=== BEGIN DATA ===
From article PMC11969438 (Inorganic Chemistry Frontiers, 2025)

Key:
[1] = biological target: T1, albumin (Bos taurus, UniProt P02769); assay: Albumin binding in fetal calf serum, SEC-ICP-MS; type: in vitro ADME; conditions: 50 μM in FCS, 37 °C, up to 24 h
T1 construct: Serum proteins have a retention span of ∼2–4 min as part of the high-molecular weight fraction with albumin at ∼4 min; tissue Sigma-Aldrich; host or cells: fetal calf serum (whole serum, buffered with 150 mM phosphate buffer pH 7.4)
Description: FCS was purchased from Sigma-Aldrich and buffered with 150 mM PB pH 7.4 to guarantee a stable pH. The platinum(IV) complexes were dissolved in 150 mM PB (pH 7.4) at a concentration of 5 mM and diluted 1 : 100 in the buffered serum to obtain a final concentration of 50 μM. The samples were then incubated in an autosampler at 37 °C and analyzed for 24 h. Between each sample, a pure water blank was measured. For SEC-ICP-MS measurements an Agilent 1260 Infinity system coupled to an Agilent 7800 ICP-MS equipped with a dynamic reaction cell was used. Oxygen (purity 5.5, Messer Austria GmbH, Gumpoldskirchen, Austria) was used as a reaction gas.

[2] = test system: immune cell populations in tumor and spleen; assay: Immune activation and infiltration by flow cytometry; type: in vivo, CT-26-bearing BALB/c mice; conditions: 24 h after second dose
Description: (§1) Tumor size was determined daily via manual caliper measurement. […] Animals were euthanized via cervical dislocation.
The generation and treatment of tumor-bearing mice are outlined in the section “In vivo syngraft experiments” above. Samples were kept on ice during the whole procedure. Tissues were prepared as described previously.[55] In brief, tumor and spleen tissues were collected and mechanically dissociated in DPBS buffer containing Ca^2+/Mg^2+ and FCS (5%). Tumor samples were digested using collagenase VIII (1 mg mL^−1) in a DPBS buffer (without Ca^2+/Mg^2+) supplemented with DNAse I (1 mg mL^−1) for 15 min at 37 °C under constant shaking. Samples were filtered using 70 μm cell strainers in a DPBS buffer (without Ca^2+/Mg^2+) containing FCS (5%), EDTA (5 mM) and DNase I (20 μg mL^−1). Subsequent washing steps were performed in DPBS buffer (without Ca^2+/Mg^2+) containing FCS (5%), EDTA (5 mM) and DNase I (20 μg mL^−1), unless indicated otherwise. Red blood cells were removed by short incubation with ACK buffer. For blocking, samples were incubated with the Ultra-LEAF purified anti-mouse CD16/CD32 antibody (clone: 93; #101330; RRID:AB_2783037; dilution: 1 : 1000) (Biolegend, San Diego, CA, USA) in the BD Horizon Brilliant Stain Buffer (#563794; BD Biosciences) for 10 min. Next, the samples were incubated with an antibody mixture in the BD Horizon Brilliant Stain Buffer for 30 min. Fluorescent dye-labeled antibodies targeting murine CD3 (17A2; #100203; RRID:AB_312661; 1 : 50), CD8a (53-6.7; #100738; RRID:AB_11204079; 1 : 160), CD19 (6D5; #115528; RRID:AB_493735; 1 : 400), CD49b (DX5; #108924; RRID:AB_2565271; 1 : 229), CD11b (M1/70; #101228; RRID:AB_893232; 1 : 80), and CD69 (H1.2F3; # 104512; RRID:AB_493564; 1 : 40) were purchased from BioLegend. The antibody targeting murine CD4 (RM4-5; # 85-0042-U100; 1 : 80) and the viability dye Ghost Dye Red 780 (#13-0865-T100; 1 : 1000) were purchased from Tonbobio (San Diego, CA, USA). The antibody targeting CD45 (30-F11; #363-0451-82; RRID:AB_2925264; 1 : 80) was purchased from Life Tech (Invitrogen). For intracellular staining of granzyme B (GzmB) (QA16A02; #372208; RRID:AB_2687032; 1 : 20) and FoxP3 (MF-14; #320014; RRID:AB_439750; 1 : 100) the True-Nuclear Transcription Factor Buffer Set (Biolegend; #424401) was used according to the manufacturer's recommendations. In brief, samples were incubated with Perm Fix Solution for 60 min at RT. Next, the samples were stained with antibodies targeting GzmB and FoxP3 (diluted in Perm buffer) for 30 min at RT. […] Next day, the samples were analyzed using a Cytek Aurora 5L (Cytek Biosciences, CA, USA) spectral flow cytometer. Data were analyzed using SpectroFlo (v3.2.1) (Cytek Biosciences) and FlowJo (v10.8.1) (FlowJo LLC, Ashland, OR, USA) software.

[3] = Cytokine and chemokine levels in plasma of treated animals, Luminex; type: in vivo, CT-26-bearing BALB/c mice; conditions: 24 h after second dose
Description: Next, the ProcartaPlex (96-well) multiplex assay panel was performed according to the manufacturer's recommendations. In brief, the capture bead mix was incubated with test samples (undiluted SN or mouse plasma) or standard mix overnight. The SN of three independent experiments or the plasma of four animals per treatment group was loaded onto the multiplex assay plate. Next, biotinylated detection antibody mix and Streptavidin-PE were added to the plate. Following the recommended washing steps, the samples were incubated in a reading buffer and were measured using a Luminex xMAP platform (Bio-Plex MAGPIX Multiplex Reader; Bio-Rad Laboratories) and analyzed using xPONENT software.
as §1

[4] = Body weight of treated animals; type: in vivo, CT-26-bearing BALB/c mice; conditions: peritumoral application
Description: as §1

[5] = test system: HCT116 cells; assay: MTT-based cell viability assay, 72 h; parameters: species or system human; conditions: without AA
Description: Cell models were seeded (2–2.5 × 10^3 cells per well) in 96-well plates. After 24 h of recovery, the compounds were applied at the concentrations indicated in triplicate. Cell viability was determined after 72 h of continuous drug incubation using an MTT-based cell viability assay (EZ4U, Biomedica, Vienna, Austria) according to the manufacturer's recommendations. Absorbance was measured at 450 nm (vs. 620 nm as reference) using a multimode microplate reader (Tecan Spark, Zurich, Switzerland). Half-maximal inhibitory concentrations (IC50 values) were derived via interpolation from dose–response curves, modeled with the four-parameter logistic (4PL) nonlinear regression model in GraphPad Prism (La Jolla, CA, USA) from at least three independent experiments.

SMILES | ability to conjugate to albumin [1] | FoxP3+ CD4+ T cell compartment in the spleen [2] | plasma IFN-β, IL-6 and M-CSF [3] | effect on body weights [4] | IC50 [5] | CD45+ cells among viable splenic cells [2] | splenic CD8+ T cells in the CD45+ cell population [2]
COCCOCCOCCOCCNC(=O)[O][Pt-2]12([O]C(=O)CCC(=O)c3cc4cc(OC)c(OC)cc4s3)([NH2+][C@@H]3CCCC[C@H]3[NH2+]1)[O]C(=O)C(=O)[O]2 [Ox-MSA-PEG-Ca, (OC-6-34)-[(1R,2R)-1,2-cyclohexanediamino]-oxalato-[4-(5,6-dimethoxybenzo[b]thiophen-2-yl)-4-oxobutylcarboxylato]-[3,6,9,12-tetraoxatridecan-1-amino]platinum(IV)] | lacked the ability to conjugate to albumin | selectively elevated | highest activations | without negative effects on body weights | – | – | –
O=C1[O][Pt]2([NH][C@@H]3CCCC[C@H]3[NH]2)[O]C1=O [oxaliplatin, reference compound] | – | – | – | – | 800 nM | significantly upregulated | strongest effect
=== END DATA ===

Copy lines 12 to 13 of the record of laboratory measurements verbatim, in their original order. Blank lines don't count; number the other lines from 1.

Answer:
[4] = Body weight of treated animals; type: in vivo, CT-26-bearing BALB/c mice; conditions: peritumoral application
Description: as §1